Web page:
April 24, 2019

Drone fleet gets license as airline

In the US, drones may only fly within sight of the pilot. Because of these and other rules, the operation of commercial fleets is not yet possible. Therefore, the Alphabet daughter Wing has now received a license as an airline.

For the first time, the FAA has now developed a procedure that adapts the conditions for admission, which by default include provisions for the training of flight attendants and the safety of the crew on board aircraft, to the requirements of a drone operator. “This is an important step forward for the safe testing and integration of drones into our economy,” said US Transport Minister Elaine Chao, according to a statement circulated by Wing on licensing.

The Alphabet subsidiary Wing was the first company in the United States to receive approval as a cargo airline for its fleet of delivery drones. Thus, the company founded by formerly belonging to Google technology laboratory X, according to claims to begin after years of testing for the first time with commercial flights. The FAA license initially applies to two rural areas in the state of Virginia. There, Wing now wants to offer its delivery service to local companies and businesses. For example, the drones could bring food deliveries or medicines to customers within a few minutes.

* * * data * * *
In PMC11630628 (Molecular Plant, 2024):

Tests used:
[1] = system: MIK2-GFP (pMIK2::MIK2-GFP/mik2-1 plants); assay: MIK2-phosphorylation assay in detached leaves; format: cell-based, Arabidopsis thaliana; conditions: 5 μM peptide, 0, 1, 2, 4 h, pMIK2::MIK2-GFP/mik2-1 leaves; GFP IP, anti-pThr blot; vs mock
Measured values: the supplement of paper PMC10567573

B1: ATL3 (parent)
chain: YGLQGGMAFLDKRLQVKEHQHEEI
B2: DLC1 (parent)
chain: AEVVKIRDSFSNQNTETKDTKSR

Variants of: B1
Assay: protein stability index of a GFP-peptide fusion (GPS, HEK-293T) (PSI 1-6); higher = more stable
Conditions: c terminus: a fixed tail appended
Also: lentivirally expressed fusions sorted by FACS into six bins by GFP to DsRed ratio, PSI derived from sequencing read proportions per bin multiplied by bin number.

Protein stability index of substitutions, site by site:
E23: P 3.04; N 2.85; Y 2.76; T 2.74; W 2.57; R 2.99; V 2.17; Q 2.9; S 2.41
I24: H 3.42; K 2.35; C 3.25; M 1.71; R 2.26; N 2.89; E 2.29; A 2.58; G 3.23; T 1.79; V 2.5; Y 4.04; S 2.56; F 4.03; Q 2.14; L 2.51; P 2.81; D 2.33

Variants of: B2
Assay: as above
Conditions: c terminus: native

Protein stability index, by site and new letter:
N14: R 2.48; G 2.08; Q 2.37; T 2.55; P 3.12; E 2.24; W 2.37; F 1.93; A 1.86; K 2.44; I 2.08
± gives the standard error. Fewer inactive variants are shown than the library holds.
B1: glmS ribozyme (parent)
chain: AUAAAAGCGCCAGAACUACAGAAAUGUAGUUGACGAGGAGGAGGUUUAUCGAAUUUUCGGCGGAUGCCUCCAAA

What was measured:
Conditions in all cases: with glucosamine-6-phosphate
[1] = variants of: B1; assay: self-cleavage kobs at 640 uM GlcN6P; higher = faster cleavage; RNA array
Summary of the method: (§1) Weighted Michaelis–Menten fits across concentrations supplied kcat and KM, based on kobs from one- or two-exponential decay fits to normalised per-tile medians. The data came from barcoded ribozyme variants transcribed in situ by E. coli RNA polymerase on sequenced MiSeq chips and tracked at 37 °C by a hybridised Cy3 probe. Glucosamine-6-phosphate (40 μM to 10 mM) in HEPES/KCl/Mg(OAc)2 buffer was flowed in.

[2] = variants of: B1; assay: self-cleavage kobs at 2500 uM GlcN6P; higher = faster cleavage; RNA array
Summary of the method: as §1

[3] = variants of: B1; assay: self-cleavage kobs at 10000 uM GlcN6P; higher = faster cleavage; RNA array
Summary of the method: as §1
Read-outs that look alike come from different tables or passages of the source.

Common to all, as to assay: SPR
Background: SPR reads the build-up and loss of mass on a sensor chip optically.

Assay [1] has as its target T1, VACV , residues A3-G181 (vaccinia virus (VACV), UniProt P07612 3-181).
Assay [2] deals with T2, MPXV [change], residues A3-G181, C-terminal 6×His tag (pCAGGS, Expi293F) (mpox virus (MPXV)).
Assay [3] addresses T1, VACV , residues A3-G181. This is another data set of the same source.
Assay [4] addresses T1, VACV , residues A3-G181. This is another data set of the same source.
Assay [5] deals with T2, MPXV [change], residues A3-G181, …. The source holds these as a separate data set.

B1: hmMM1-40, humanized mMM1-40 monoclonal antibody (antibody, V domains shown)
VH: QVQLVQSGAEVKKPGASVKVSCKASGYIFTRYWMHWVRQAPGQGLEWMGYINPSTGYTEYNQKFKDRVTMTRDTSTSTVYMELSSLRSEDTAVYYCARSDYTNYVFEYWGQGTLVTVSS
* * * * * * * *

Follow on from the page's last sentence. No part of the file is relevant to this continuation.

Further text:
With the license, the Alphabet subsidiary is the first drone operator in the US to take the critical step of testing for commercial operation based on exemptions. A few weeks ago, the company had already received a similar permit in Australia. Wing and its competitors need the time-consuming approval process as an airline in the US, since the rules that apply specifically to the operation of drones do not permit commercial delivery over medium or long distances. For example, drone pilots usually have to stay within sight of the aircraft. The Wing drones, however, are controlled remotely by pilots from an office. The tests carried out by the companies on the basis of temporary special permits. In these experiments, however, they are not allowed to take any fees from the customers.

The business with drone deliveries is considered hotly contested. Among other things, the trading giant Amazon, the car broker Uber and parcel services such as UPS and DHL have developed delivery drones, but have so far not come out of a test operation.

Wing has developed a drone that can take off like a helicopter in a vertical position and stand in the air, as well as using wings and a propeller drive to cover relatively large distances relatively quickly. Packages are transported in the fuselage of the machines and lowered to the receiver on a rope while the drone hovers in the air. The procedure is only suitable for rural areas. According to the new approval, the drones are not allowed to fly over crowds or urban areas.

Source: n-tv.de, mbo

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